Debunking a Sacred Text in the Church of Identitarianism

I have written about the problem of “white privilege” rhetoric before. I want to review two errors committed by Peggy McIntosh’s “White Privilege: Unpacking the Invisible Knapsack,” which has become something of a sacred text in Church of Identiarianism. I have covered both in some fashion on this blog, but I want to go a little deeper into them here.

I am inspired to do this by the almost unquestioned assumption across higher education and the Democratic Party that this rhetoric is valid and useful. It is neither. Indeed, the rhetoric of white privilege and the framework in which it operates is harmful to liberty and democracy. (For my past writings on this see “The Rhetoric of White Privilege: Progressivism’s Play for Political Paralysis,” “You are Broken. We Will Fix You,” “Race and Democracy,” and “Demographics and People.”)

Peggy McIntosh, author of “White Privilege: Unpacking the Invisible Knapsack” (1989)

The first error is McIntosh’s neglect of demographic information and ignorance of facts to make claims about the underrepresentation of minority wants and needs in capitalist markets. For example, accepting the premise of the following item for a moment, if I, as a white person “can easily buy posters, postcards, picture books, greeting cards, dolls, toys and children’s magazines featuring people of my race,” how much does this have to do with the simple fact that 80 percent of the U.S. population was white when McIntosh penned her essay (three-quarters of the population today)? White people prefer to purchase culturally familiar items. There are more white people in American than nonwhites (who we will assume do not want or need the products white people use). It makes sense that the items would be readily available in a society where the vast majority of people are white. One can consider this apart from race. Halal foods are not readily available in the United States. Is this “Christian privilege”? (What does the abundance of Kosher products tell us?) My musical tastes are not well represented at Walmart. What sort of privilege is this? A great deal of her essay depends upon this faulty logic.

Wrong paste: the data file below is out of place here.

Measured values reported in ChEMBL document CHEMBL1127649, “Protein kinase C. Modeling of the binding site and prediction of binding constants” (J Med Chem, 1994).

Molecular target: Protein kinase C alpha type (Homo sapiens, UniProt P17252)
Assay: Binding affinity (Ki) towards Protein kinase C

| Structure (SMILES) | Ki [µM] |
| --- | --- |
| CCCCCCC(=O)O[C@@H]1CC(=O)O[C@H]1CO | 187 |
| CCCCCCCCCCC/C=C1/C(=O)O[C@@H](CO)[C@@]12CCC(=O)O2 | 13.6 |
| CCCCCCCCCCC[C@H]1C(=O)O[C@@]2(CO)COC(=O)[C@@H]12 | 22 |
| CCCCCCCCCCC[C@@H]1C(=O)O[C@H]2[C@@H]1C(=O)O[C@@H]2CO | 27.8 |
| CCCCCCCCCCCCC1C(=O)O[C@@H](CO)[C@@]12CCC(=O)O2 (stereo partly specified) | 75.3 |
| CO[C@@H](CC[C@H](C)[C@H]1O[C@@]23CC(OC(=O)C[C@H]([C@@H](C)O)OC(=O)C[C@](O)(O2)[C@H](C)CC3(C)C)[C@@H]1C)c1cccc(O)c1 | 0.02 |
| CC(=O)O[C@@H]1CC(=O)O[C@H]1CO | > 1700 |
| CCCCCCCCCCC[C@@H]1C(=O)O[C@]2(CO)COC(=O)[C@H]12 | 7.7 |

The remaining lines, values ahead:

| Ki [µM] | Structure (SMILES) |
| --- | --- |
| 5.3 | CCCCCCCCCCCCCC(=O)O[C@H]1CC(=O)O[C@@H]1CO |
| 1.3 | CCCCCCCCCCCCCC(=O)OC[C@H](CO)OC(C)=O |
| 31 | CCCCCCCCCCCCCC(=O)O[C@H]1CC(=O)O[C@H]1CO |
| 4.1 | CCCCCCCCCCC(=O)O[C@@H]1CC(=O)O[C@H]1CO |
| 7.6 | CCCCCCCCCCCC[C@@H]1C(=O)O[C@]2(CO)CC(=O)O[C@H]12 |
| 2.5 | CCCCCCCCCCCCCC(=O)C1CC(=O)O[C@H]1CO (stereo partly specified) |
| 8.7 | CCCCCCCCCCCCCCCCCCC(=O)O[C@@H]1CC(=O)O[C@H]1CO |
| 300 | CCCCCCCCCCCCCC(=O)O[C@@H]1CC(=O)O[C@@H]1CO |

But it’s worse than that. The premise of McIntosh’s example isn’t really even true. For decades, capitalists have been keen on tapping the African-American market. Capitalist firms have an army of designers and marketers to develop, engineering, and push products for black Americans. They cultivate consumers and advertise specifically to them. It’s a vast industry. When I was a kid (a long time ago) there was a television show called Soul Train that was a vehicle for products that my family would never use (I watched it for the “black music,” which was, and still is, oddly, ubiquitous in American culture). Remember Afro Sheen products? They were available at the department stores in Murfreesboro, Tennessee. Some of my white friends in high school in the 1970s wore afros. They bought these products. They carried black power hair picks in their back pockets. They were cool. Blacks represent more than a tenth of the United States population. And blacks are not evenly distributed throughout the country. Half of all blacks live in the South. Capitalists aren’t stupid. So maybe McIntosh is not very culturally savvy. That’s the kindest thing I can say about this aspect of her essay.

The second error is McIntosh’s systematic misuse of language and meaning, specifically the deployment of linguistic tricks that work to manufacture the perception of a reality with a different set of rules (these tricks are central to the reality manufactured by critical race theorists). McIntosh writes that “not all of the privileges on my list are inevitably damaging.” For example, “the expectation…that your race will not count against you in court should be the norm in a just society.” She describes the “privilege” of being treated in a racially-neutral fashion in court as an “unearned entitlement” that, because “only a few have it” (presumably she wrote that in error, since whites are a majority and all whites are privileged), “is an unearned advantage.”